Help! My dog has bad breath
You may have noticed that your dog is suffering from bad breath (halitosis) or dental disease. Often this is picked up at their annual health check by your vet. Dental disease is easy to spot and easy to prevent. In this article we will look at the causes and signs of dental disease, how you can help your pet and when to seek vet advice.
This article was written by a FirstVet vet
Did you know that FirstVet offers video calls with experienced, UK registered vets? If you are insured with one of our pet insurance partners, your video calls are completely free. You can get a consultation within 30 minutes by downloading the FirstVet app for free from the Apple App Store or Google Play.
Causes of bad breath
In a healthy mouth, the gums should be uniformly pale pink and moist, and the teeth should be shiny and white (the crown), including the molars at the very back of the mouth! Bad breath isn’t normal and can be caused by many different things. For example, dental disease, diet, things stuck in the mouth, kidney or liver disease, diabetes, airway infections or full anal glands.
When plaque (white/cream soft deposit) builds up it becomes calculus, also known as tartar. Tartar is a hard, brown material that sticks to the teeth, allowing bacteria to lodge on the surface. Plaque and calculus cause inflammation of the gum, which is called gingivitis. This usually affects the area of gum closest to the tooth. Gingivitis is identifiable as red, swollen or bleeding gums.
If an inflamed gum is not treated, it allows bacteria in the plaque to penetrate the tooth below the gum line. The bond between the tooth and the gum weakens, forming pockets of bacteria, which cause further tooth damage. At this stage, gingivitis is usually painful but can still be reversed with prompt treatment to remove the plaque and calculus.
Inflammation of the supporting structures of the tooth is called periodontitis. Left untreated, periodontitis damages the structure of the tooth and the surrounding ligament. It also destroys the bone underneath the gum line, loosening the tooth, which can result in tooth loss. Bacteria from the damaged tissues are released into the bloodstream and can cause heart disease, such as endocarditis.
Signs of dental disease
- Bad breath
- Red, inflamed or angry-looking gums
- Drooling/excess salivation
- A change in eating behaviour: reluctance to eat, chewing on one side, gulping food, preferring wet food, no longer wanting to chew normal treats, or vocalising when they chew something firmer than normal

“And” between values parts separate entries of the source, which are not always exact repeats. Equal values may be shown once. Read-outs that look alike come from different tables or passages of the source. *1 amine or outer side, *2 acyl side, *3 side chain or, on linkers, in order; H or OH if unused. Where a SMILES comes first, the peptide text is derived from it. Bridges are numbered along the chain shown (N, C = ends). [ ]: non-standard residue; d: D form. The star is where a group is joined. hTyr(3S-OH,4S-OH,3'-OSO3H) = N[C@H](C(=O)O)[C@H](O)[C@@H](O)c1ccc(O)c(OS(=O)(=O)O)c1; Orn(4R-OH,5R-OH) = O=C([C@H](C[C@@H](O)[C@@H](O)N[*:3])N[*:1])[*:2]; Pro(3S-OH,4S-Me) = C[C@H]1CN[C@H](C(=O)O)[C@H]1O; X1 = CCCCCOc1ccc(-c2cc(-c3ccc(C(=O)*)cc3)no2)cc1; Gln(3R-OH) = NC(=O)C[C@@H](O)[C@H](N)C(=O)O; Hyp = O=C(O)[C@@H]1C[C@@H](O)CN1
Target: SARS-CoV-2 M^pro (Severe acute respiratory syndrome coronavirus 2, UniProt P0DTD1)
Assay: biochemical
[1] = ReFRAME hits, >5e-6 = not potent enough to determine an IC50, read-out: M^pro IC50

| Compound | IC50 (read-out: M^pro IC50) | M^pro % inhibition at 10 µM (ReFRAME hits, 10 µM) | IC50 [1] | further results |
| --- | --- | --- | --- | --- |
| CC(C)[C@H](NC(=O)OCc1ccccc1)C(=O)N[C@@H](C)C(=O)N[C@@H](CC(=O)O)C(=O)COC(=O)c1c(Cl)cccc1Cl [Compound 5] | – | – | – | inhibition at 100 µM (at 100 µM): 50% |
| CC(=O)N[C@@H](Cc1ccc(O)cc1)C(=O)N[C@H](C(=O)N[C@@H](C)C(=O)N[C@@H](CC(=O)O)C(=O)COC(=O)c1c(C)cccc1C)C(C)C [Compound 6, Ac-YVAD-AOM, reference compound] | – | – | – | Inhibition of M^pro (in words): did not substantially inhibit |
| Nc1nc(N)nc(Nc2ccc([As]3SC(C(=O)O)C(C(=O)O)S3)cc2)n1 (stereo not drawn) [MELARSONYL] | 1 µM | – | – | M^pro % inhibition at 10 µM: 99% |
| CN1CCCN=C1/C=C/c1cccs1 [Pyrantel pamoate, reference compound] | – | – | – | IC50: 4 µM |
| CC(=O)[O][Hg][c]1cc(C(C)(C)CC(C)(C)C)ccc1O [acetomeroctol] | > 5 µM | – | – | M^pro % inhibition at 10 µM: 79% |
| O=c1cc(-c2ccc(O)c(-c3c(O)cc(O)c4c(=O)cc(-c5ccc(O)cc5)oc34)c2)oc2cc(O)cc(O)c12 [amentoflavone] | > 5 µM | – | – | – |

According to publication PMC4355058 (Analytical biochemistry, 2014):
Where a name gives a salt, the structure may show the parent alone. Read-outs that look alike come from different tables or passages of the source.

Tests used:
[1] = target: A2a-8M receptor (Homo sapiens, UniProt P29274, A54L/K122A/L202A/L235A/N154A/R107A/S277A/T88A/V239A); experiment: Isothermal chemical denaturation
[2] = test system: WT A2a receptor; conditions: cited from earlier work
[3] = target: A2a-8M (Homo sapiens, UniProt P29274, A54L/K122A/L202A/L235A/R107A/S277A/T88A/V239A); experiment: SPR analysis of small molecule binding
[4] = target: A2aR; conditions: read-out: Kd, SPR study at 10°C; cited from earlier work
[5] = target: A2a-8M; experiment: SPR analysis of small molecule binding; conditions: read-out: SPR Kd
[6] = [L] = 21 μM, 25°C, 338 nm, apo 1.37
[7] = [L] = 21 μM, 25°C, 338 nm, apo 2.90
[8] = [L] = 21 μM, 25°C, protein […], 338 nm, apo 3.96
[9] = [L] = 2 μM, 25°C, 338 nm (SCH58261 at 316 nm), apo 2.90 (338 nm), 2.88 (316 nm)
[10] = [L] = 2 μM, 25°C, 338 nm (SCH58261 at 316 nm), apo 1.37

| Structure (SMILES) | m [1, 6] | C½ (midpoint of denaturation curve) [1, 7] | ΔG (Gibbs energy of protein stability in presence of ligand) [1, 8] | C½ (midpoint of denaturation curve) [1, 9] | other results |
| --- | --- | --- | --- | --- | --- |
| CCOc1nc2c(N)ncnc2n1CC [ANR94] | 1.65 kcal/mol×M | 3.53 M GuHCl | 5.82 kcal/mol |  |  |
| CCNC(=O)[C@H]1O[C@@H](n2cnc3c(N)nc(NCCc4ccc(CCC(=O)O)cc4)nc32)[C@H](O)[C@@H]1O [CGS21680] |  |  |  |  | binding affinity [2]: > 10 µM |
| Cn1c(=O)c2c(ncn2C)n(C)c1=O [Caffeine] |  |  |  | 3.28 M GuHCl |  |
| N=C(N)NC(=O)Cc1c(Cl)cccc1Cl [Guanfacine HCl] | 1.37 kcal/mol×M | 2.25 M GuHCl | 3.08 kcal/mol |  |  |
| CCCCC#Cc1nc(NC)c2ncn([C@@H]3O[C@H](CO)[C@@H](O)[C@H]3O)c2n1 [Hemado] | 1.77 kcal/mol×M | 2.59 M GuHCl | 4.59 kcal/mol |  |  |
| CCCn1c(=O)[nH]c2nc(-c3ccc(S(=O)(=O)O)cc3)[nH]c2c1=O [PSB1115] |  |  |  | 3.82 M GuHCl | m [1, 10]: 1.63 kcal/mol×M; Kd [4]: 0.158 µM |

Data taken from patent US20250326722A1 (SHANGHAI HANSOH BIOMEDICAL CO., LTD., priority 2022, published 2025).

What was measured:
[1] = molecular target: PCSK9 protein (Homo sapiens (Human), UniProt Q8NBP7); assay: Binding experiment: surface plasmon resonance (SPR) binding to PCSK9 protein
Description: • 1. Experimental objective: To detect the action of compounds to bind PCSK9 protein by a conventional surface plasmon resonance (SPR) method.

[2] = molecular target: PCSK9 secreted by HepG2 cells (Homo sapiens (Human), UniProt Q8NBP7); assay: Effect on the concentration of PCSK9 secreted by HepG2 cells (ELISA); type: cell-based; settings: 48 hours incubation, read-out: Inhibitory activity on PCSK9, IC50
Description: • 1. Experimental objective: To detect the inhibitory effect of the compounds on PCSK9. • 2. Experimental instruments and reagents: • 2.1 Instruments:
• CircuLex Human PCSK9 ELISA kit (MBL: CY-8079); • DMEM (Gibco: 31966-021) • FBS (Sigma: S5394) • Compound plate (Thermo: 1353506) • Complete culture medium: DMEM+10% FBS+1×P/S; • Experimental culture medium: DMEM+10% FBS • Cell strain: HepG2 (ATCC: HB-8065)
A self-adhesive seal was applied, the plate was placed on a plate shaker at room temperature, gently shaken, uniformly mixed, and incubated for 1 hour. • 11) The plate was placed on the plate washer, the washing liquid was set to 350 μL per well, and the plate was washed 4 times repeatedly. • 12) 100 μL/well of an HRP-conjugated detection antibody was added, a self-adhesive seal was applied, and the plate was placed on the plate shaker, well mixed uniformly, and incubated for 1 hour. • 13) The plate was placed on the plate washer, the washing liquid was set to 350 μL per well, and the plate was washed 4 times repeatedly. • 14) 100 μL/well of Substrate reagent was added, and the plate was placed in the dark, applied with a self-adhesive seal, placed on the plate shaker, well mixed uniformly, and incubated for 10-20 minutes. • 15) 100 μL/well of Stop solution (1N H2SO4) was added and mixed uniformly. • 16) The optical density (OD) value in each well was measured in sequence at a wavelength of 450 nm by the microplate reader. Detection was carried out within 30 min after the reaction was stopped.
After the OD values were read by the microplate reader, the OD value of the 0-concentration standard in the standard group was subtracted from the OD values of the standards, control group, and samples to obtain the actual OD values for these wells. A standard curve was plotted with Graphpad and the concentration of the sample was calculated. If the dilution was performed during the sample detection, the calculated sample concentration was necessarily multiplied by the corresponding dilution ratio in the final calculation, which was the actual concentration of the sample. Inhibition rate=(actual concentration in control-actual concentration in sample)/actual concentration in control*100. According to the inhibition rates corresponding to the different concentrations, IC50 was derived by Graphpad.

- No longer wanting to play with toys
- Facial swelling: may indicate an abscess
- Tooth loss
How can you help your dog?
- Prevention: brushing your dog’s teeth everyday is the best way to remove and prevent plaque build up
- Use a finger brush or a dog toothbrush and toothpaste. For example, Vetruus Stomodine, Logic Oral Hygiene Gel or Virbac Enzymatic Toothpaste Poultry Toothpaste
- Your dog will take time to get used to having their teeth brushed. Advice on how to start brushing your dog’s teeth can be found on the Virbac website
- If you are finding it difficult to brush your dog's teeth, other methods of plaque reduction are available, but they are designed to complement brushing:
- Water additives: for example, Virbac Aquadent
- Oral rinses: for example, Virbac Hexarinse
- Seaweed supplements: for example, ProDen PlaqueOff® Powder
- Change your dog’s diet. Dry food is more abrasive than wet food, and can help to prevent plaque build-up. Specialised dental diets are designed to clean teeth by chewing. For example, Royal Canin Dental, or Hills t/d, which comes in two different sizes to suit smaller dogs as well as large breeds
- Choose a good quality brand that is low in sugar if your dog will only eat wet food
- Encourage your dog to play with rope toys; the fibres will rub against their teeth as they chew
Treatment of dental disease
Once plaque is attached to the tooth surface it can only be removed by mechanical means. Toothbrushing will remove mild plaque. However, ultrasonic descaling and polishing is needed for more advanced cases. A general anaesthetic will be required to enable thorough descaling and polishing, and to assess the health of the teeth and gums. Dental radiographs may be offered, which assess the tooth roots and identify any changes within the crown of the tooth. Whilst under anaesthetic, extractions of any teeth that have an infected root or fracture may be recommended.
When to see your vet
- If your dog has halitosis
- If you see any of the signs of dental disease mentioned above
- If your dog has a sore mouth, or a change in eating or chewing behaviour
Book a video appointment to have a chat with one of our vets.